Onboarding Someone New

Onboarding Someone New By Siobhan Murphy {4 minutes to read} When someone new joins an organization, one of the biggest derailers can be their inability to assimilate well into the culture. Another obstacle is relying on past skills that worked for them in their old job when new skills may be required. They think that what got them here will get them there.

It costs organizations approximately 30% of salary to recruit, hire and train a mid-level manager, and it takes some time for them to start contributing. Leaders can assist their new hires to assimilate quickly and contribute to the organization faster. With some planning, the leader can assist the new person to create a 30-60-90 day plan to make a contribution quickly.

Profiles International has made a really helpful distinction between orientation and onboarding.

Orientation is where you introduce someone to all of the people in the organization, go over the employee handbook and how to get paid, as well as all of the administrative details of getting to know a company. Orientation may even include some of the vision, mission, and values of the organization.

Onboarding is about helping the person become useful quickly, contributing to the organization as fast as possible.

Who is Important?

The leader can help the new person identify the most important people to meet, and start building a rapport and relationship with them, whether internally or externally:

  • Colleagues
  • Peers
  • Other leaders in the organization


  • Shareholders
  • Donors
  • Clients
  • Business partners

Define the Early Win

The next thing the leader can help the new hire think through is what would an early win look like? If somebody is ramping up in a new position, what’s something that would really help the person make their mark on the organization? It might be:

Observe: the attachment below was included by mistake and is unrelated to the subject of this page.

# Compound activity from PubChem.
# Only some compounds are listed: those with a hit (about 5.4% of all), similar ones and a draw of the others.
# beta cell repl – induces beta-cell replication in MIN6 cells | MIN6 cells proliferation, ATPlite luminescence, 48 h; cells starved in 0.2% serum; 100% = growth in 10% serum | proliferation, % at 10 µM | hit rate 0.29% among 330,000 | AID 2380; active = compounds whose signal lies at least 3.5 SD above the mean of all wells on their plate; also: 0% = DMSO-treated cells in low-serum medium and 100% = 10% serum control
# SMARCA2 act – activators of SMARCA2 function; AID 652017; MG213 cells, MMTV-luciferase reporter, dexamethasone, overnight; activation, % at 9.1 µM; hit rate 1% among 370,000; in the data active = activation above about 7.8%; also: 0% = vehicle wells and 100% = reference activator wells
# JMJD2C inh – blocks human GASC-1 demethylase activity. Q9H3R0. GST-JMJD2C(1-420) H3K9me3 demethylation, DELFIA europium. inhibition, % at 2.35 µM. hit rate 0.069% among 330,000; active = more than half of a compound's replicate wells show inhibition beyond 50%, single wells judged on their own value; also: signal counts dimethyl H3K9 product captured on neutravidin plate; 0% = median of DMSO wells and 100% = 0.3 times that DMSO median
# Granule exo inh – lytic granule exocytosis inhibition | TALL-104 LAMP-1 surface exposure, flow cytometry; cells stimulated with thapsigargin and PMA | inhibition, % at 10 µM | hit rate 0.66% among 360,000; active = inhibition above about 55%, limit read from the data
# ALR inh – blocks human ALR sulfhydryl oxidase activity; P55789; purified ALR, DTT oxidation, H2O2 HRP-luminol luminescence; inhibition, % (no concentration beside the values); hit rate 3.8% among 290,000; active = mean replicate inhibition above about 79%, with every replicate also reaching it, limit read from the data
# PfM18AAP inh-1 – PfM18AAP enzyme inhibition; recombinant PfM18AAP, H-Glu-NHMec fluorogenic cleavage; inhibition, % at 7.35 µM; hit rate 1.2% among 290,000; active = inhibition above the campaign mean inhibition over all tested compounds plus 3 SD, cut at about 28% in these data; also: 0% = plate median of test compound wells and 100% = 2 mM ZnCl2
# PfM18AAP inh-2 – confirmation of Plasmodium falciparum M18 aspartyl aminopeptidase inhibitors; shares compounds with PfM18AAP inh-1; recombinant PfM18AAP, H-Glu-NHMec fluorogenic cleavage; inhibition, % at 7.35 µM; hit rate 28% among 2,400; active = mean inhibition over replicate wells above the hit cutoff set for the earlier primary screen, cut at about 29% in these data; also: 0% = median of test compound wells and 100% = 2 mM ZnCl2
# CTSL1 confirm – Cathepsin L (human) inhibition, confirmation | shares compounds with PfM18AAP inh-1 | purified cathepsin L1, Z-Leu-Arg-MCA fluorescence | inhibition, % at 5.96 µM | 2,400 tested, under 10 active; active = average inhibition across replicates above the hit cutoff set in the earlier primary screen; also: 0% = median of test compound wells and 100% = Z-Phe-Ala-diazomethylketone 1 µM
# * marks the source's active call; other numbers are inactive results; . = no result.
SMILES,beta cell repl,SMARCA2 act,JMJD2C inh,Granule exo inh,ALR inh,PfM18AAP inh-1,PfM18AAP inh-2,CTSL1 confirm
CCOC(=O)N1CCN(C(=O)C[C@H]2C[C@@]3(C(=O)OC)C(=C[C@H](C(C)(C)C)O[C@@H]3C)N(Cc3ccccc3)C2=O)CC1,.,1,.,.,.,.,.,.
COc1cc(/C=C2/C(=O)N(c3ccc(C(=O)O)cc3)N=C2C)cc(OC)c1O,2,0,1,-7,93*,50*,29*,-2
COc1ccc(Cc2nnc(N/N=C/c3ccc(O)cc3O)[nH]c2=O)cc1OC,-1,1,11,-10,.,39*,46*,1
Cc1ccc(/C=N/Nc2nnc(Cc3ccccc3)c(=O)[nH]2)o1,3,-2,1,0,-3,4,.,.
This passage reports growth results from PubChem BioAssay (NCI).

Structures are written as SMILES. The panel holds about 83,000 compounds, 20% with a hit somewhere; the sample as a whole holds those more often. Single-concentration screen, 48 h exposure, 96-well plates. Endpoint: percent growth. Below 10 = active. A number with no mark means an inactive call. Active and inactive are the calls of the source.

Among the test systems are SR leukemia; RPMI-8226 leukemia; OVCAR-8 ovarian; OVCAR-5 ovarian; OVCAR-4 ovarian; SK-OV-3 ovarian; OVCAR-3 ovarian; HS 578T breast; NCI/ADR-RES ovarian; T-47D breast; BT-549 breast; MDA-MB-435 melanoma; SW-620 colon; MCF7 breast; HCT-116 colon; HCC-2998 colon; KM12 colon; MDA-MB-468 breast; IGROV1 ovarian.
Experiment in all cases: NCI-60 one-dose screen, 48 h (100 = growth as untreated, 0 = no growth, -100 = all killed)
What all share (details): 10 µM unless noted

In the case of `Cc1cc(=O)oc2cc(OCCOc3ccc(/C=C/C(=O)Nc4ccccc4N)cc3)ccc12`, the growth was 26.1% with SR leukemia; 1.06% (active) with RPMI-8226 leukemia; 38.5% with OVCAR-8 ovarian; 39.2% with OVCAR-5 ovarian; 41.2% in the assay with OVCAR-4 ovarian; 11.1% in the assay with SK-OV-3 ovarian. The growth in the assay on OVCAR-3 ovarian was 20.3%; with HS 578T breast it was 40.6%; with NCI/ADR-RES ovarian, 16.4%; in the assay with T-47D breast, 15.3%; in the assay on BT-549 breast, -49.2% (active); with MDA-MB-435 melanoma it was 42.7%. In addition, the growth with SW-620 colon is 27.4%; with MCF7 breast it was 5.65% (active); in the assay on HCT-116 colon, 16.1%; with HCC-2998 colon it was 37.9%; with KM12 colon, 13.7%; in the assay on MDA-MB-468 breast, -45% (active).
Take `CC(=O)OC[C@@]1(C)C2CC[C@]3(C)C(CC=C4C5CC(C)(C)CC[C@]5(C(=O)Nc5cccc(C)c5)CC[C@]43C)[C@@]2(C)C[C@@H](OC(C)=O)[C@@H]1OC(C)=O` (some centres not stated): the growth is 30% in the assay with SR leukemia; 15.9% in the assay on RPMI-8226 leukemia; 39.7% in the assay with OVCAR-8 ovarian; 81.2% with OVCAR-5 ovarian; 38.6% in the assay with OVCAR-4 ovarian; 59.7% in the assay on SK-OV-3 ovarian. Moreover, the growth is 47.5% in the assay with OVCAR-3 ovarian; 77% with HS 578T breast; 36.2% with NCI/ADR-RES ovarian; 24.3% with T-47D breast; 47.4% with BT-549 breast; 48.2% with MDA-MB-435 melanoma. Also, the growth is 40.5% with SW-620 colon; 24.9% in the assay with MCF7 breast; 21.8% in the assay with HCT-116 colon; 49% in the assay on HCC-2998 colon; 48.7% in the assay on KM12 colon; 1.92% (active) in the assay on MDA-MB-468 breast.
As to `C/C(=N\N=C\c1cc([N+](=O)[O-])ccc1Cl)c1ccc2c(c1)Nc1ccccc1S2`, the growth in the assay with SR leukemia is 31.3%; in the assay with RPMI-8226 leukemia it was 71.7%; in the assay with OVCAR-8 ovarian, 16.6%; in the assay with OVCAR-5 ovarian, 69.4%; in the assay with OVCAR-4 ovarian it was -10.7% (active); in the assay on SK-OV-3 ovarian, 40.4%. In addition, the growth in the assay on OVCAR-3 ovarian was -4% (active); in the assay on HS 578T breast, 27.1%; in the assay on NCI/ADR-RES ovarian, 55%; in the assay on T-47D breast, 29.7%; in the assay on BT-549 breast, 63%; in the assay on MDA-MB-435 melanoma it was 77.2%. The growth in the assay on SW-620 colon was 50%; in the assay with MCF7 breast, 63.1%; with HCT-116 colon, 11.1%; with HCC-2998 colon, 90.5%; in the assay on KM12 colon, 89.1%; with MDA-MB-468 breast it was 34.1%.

• Making a sale with a particular customer;
  • Getting a highly valued donor;
  • Streamlining a particular process;
  • Turning around a certain team.

Helping new a employee really focus on an early win will give them credibility and impact in the organization.

Know the Culture

The next main point is to think through the culture, helping the person know the power structure. What are the written and unwritten rules of how things get done in the organization?

Describing the culture and helping the new person understand it requires the leader to think like an outsider coming into the organization:

  • What is our culture?
  • How do things get done here?
  • What are some absolute no-no’s that will keep you in “outsider” status?
  • What are some things that can really demonstrate you can be a part of this organization?

Know the Processes

One of the daunting tasks a new employee faces is learning the multiple systems needed to do the work. You can’t learn them all well at the same time, so prioritize the systems and processes to be learned.

In closing, leaders can support their new hires’ success by thinking strategically and helping them ramp up quickly to leverage their contribution. Here are a couple of books I can recommend:

The Politics of Promotion, by Bonnie Markus

The First 90 Days, by Michael T. Watkins

What techniques have you used to successfully onboard someone new?

Siobhan Murphy
Speaker, Facilitator, Executive Coach